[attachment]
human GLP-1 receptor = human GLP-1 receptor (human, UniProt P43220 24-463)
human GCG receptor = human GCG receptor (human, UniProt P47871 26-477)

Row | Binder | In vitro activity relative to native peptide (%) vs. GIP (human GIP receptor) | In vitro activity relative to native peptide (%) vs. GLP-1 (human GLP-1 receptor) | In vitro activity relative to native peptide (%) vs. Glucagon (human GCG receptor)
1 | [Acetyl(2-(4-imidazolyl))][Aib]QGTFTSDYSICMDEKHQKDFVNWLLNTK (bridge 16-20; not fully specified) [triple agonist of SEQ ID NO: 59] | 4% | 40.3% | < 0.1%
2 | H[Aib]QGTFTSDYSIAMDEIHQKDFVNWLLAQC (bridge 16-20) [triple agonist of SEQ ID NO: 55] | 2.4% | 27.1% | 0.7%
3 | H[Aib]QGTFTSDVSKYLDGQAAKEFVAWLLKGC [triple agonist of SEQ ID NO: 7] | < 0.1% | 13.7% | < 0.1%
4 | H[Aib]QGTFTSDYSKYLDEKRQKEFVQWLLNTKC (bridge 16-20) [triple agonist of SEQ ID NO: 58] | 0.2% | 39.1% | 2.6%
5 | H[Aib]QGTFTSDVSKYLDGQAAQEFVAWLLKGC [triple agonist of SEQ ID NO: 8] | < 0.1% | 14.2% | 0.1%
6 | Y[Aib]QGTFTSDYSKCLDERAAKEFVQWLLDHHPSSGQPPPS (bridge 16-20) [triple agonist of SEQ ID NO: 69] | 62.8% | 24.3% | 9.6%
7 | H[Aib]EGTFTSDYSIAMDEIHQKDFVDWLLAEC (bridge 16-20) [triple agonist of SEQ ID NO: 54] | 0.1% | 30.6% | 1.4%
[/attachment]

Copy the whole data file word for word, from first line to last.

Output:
human GLP-1 receptor = human GLP-1 receptor (human, UniProt P43220 24-463)
human GCG receptor = human GCG receptor (human, UniProt P47871 26-477)

Row | Binder | In vitro activity relative to native peptide (%) vs. GIP (human GIP receptor) | In vitro activity relative to native peptide (%) vs. GLP-1 (human GLP-1 receptor) | In vitro activity relative to native peptide (%) vs. Glucagon (human GCG receptor)
1 | [Acetyl(2-(4-imidazolyl))][Aib]QGTFTSDYSICMDEKHQKDFVNWLLNTK (bridge 16-20; not fully specified) [triple agonist of SEQ ID NO: 59] | 4% | 40.3% | < 0.1%
2 | H[Aib]QGTFTSDYSIAMDEIHQKDFVNWLLAQC (bridge 16-20) [triple agonist of SEQ ID NO: 55] | 2.4% | 27.1% | 0.7%
3 | H[Aib]QGTFTSDVSKYLDGQAAKEFVAWLLKGC [triple agonist of SEQ ID NO: 7] | < 0.1% | 13.7% | < 0.1%
4 | H[Aib]QGTFTSDYSKYLDEKRQKEFVQWLLNTKC (bridge 16-20) [triple agonist of SEQ ID NO: 58] | 0.2% | 39.1% | 2.6%
5 | H[Aib]QGTFTSDVSKYLDGQAAQEFVAWLLKGC [triple agonist of SEQ ID NO: 8] | < 0.1% | 14.2% | 0.1%
6 | Y[Aib]QGTFTSDYSKCLDERAAKEFVQWLLDHHPSSGQPPPS (bridge 16-20) [triple agonist of SEQ ID NO: 69] | 62.8% | 24.3% | 9.6%
7 | H[Aib]EGTFTSDYSIAMDEIHQKDFVDWLLAEC (bridge 16-20) [triple agonist of SEQ ID NO: 54] | 0.1% | 30.6% | 1.4%